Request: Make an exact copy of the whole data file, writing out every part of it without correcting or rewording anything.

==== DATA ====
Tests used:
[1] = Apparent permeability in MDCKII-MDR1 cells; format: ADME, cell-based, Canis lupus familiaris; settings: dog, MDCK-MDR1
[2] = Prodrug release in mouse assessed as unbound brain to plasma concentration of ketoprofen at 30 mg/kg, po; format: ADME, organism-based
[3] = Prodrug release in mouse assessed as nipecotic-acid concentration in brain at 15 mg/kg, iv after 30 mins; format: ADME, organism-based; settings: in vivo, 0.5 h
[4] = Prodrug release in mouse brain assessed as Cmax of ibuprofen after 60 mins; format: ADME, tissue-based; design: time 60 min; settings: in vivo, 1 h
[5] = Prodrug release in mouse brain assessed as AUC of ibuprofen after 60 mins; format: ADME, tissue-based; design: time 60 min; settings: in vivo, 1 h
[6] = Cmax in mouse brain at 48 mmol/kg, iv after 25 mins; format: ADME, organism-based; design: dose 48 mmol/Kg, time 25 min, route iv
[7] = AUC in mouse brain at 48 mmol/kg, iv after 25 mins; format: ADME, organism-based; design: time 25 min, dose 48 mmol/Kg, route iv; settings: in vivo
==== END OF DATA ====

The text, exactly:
Tests used:
[1] = Apparent permeability in MDCKII-MDR1 cells; format: ADME, cell-based, Canis lupus familiaris; settings: dog, MDCK-MDR1
[2] = Prodrug release in mouse assessed as unbound brain to plasma concentration of ketoprofen at 30 mg/kg, po; format: ADME, organism-based
[3] = Prodrug release in mouse assessed as nipecotic-acid concentration in brain at 15 mg/kg, iv after 30 mins; format: ADME, organism-based; settings: in vivo, 0.5 h
[4] = Prodrug release in mouse brain assessed as Cmax of ibuprofen after 60 mins; format: ADME, tissue-based; design: time 60 min; settings: in vivo, 1 h
[5] = Prodrug release in mouse brain assessed as AUC of ibuprofen after 60 mins; format: ADME, tissue-based; design: time 60 min; settings: in vivo, 1 h
[6] = Cmax in mouse brain at 48 mmol/kg, iv after 25 mins; format: ADME, organism-based; design: dose 48 mmol/Kg, time 25 min, route iv
[7] = AUC in mouse brain at 48 mmol/kg, iv after 25 mins; format: ADME, organism-based; design: time 25 min, dose 48 mmol/Kg, route iv; settings: in vivo